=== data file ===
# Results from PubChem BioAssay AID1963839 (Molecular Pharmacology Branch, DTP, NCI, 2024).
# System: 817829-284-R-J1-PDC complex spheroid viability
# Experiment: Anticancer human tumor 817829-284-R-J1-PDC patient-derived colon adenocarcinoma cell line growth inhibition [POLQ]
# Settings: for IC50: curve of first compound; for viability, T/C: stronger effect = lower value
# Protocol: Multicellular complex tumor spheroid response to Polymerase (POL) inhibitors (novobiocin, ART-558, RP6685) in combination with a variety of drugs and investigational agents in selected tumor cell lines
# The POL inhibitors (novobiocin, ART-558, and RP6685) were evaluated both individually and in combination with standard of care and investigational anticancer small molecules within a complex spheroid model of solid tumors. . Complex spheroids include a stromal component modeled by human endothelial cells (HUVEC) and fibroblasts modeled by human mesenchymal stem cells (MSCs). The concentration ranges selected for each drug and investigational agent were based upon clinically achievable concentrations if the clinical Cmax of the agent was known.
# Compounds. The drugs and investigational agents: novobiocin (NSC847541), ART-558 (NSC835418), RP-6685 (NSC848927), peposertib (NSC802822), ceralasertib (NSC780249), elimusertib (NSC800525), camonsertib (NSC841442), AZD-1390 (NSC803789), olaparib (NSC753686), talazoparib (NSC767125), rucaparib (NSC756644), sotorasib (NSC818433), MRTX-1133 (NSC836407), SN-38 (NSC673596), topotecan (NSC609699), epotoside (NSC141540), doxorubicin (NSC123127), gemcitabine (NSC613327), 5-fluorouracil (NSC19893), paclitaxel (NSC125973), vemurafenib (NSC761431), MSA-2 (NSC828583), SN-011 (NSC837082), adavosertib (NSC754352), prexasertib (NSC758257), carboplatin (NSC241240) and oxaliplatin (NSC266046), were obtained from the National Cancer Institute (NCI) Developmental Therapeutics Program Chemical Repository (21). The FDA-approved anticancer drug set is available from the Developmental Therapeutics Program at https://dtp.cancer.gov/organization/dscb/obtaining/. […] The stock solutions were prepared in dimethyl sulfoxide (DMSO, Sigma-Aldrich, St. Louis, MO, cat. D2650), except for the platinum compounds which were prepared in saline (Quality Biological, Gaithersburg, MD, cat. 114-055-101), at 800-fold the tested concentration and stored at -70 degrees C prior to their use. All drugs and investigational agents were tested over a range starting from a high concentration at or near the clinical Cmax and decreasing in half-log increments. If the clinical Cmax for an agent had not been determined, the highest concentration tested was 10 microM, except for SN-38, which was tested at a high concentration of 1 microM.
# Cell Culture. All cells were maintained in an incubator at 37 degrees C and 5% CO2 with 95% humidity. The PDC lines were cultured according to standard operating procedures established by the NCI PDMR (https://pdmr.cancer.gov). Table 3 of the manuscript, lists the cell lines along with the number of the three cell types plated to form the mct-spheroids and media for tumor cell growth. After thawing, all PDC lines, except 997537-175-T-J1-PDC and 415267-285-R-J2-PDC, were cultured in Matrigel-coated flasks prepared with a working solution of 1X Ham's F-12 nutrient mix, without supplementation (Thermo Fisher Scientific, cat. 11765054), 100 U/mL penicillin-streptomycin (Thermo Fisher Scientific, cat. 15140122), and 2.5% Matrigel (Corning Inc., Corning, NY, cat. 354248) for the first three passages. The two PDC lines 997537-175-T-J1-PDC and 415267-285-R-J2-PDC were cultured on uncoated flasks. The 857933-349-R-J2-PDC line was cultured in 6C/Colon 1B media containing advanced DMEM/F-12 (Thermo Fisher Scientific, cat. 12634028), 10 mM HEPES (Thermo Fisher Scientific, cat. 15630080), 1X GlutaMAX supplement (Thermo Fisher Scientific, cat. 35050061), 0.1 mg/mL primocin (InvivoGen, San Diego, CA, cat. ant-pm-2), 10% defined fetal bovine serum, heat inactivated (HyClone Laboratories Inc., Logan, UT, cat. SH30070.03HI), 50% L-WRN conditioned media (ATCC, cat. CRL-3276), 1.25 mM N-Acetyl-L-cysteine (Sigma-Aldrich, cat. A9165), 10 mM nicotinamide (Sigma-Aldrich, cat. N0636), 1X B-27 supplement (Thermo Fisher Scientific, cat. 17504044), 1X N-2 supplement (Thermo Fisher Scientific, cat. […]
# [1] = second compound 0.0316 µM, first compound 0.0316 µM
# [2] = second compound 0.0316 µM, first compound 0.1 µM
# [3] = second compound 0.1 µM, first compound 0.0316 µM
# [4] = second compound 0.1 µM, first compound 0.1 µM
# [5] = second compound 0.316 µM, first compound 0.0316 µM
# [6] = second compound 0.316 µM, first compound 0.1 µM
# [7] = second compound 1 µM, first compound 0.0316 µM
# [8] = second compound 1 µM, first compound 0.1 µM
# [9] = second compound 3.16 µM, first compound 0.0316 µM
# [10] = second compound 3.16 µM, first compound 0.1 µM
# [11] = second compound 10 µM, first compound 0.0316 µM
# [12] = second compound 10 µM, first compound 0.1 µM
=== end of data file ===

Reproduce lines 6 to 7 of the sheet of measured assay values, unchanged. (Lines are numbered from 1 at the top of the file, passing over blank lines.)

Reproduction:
# The POL inhibitors (novobiocin, ART-558, and RP6685) were evaluated both individually and in combination with standard of care and investigational anticancer small molecules within a complex spheroid model of solid tumors. . Complex spheroids include a stromal component modeled by human endothelial cells (HUVEC) and fibroblasts modeled by human mesenchymal stem cells (MSCs). The concentration ranges selected for each drug and investigational agent were based upon clinically achievable concentrations if the clinical Cmax of the agent was known.
# Compounds. The drugs and investigational agents: novobiocin (NSC847541), ART-558 (NSC835418), RP-6685 (NSC848927), peposertib (NSC802822), ceralasertib (NSC780249), elimusertib (NSC800525), camonsertib (NSC841442), AZD-1390 (NSC803789), olaparib (NSC753686), talazoparib (NSC767125), rucaparib (NSC756644), sotorasib (NSC818433), MRTX-1133 (NSC836407), SN-38 (NSC673596), topotecan (NSC609699), epotoside (NSC141540), doxorubicin (NSC123127), gemcitabine (NSC613327), 5-fluorouracil (NSC19893), paclitaxel (NSC125973), vemurafenib (NSC761431), MSA-2 (NSC828583), SN-011 (NSC837082), adavosertib (NSC754352), prexasertib (NSC758257), carboplatin (NSC241240) and oxaliplatin (NSC266046), were obtained from the National Cancer Institute (NCI) Developmental Therapeutics Program Chemical Repository (21). The FDA-approved anticancer drug set is available from the Developmental Therapeutics Program at https://dtp.cancer.gov/organization/dscb/obtaining/. […] The stock solutions were prepared in dimethyl sulfoxide (DMSO, Sigma-Aldrich, St. Louis, MO, cat. D2650), except for the platinum compounds which were prepared in saline (Quality Biological, Gaithersburg, MD, cat. 114-055-101), at 800-fold the tested concentration and stored at -70 degrees C prior to their use. All drugs and investigational agents were tested over a range starting from a high concentration at or near the clinical Cmax and decreasing in half-log increments. If the clinical Cmax for an agent had not been determined, the highest concentration tested was 10 microM, except for SN-38, which was tested at a high concentration of 1 microM.